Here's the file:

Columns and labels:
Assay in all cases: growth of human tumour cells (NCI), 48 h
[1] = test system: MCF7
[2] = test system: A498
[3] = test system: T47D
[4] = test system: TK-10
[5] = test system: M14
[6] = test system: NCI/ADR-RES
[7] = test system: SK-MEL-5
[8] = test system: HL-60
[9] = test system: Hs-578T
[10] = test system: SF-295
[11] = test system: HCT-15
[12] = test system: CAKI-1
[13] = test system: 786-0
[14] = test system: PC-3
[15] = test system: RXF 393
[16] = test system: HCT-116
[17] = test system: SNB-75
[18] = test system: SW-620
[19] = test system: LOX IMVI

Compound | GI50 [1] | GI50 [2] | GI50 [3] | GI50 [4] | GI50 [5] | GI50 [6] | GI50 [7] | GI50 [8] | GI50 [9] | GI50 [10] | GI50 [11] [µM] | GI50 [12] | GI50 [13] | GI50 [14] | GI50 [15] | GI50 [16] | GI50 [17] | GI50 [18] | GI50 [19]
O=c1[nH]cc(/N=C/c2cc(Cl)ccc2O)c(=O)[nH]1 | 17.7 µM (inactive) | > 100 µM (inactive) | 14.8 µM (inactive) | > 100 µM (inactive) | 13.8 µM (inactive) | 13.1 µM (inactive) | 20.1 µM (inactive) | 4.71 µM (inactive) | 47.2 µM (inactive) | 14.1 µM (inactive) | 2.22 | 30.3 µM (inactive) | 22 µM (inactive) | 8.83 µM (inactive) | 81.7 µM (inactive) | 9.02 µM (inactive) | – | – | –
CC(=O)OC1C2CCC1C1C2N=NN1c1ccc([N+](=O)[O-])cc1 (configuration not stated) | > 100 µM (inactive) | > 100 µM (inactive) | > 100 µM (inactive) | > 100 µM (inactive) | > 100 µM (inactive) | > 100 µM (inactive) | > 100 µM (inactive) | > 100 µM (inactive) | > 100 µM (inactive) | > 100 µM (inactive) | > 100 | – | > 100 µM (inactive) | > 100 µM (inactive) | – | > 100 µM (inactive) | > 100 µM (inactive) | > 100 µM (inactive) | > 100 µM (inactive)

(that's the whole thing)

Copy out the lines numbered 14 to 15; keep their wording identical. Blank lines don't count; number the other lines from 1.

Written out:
[12] = test system: CAKI-1
[13] = test system: 786-0